Kansas counties use two brands of electronic voting equipment: ES&S, a major voting software company used widely across the nation, and Premier Election Solutions, which was acquired by ES&S several years ago.
Many counties, including Sedgwick, use direct recording systems that involve a touch screen machine that records votes on a removable cartridge and a separate memory card inside the machine. Other counties use optical scan machines where voters fill in bubbles and a machine scans them.
Eight rural counties still use paper ballots, where voters mark an X in the box and election workers read the ballots and tally the results without computers.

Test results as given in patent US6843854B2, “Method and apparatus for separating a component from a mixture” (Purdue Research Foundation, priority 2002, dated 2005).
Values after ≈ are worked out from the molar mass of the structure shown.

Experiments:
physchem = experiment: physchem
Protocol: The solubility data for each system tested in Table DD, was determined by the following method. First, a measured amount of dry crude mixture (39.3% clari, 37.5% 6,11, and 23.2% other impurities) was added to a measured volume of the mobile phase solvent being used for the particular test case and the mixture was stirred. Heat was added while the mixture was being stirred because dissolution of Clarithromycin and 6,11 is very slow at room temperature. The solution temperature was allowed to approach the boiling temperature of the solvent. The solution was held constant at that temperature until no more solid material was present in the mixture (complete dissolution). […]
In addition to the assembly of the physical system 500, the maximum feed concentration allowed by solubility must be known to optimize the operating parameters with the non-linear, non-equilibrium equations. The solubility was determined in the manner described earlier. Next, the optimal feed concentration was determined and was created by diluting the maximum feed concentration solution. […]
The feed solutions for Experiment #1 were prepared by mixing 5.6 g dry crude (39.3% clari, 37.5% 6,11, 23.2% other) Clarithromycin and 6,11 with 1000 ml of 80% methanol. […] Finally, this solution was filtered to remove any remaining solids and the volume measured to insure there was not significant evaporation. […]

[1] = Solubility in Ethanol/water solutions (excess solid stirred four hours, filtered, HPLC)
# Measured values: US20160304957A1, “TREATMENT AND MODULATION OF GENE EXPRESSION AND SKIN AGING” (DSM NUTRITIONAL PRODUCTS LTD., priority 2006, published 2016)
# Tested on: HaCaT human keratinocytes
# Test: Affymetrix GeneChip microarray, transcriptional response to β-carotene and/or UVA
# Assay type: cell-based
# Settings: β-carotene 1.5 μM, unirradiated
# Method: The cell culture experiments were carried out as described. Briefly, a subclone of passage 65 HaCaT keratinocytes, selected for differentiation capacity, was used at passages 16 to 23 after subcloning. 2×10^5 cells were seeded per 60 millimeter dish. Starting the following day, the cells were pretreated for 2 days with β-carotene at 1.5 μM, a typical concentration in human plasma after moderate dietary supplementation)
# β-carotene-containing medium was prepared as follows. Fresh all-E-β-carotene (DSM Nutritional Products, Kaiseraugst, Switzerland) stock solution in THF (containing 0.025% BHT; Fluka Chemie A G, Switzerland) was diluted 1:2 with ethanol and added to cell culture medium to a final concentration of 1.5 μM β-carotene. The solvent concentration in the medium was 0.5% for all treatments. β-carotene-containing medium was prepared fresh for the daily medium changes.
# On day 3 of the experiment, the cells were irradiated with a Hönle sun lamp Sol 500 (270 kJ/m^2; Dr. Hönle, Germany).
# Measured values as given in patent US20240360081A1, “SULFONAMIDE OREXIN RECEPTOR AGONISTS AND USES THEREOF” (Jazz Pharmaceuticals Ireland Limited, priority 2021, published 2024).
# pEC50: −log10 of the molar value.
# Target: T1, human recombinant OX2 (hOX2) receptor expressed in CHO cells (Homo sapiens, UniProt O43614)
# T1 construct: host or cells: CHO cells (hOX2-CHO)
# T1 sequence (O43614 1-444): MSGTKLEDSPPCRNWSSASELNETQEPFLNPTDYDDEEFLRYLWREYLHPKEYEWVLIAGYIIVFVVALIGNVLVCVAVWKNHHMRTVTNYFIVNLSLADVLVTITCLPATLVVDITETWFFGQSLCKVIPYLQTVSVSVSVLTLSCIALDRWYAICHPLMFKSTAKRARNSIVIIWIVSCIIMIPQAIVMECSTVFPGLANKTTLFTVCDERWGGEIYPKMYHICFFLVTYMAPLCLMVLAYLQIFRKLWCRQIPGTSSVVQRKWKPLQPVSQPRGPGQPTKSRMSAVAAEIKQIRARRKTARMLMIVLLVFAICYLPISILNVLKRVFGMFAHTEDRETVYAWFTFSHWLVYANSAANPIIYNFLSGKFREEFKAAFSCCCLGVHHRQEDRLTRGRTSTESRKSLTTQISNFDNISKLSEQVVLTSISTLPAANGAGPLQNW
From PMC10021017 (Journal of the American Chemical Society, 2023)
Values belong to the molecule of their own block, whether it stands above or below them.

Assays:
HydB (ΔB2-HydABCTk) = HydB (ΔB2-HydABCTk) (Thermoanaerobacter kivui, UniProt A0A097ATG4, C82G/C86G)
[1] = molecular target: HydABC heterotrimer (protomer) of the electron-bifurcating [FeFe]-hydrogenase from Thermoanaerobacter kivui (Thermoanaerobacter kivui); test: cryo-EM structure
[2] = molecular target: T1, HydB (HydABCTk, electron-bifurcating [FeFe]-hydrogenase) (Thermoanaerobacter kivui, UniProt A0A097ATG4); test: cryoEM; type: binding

Brad Bryant, the deputy assistant secretary of state, said there is nothing unique about Sedgwick County’s equipment, except that it fills in its precinct-specific races to a preset format in the ES&S software.
Several other counties also experienced delayed results Tuesday, but they appear to stem from unrelated problems, Bryant said.